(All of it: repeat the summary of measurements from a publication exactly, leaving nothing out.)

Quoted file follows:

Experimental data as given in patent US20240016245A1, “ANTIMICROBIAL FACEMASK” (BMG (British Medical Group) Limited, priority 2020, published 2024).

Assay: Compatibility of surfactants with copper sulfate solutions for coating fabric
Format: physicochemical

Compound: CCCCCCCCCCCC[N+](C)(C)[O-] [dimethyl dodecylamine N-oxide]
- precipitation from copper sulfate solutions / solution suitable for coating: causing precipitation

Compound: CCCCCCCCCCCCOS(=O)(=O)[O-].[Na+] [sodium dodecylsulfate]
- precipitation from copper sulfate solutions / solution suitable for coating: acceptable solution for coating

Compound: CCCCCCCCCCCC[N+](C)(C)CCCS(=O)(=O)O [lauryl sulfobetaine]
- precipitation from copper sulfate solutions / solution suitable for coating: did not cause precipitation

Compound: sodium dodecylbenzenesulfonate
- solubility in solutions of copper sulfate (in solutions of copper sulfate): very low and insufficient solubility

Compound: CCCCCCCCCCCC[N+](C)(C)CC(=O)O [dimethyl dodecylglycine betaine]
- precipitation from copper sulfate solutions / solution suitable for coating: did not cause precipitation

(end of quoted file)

Experimental data as given in patent US20240016245A1, “ANTIMICROBIAL FACEMASK” (BMG (British Medical Group) Limited, priority 2020, published 2024).

Assay: Compatibility of surfactants with copper sulfate solutions for coating fabric
Format: physicochemical

Compound: CCCCCCCCCCCC[N+](C)(C)[O-] [dimethyl dodecylamine N-oxide]
- precipitation from copper sulfate solutions / solution suitable for coating: causing precipitation

Compound: CCCCCCCCCCCCOS(=O)(=O)[O-].[Na+] [sodium dodecylsulfate]
- precipitation from copper sulfate solutions / solution suitable for coating: acceptable solution for coating

Compound: CCCCCCCCCCCC[N+](C)(C)CCCS(=O)(=O)O [lauryl sulfobetaine]
- precipitation from copper sulfate solutions / solution suitable for coating: did not cause precipitation

Compound: sodium dodecylbenzenesulfonate
- solubility in solutions of copper sulfate (in solutions of copper sulfate): very low and insufficient solubility

Compound: CCCCCCCCCCCC[N+](C)(C)CC(=O)O [dimethyl dodecylglycine betaine]
- precipitation from copper sulfate solutions / solution suitable for coating: did not cause precipitation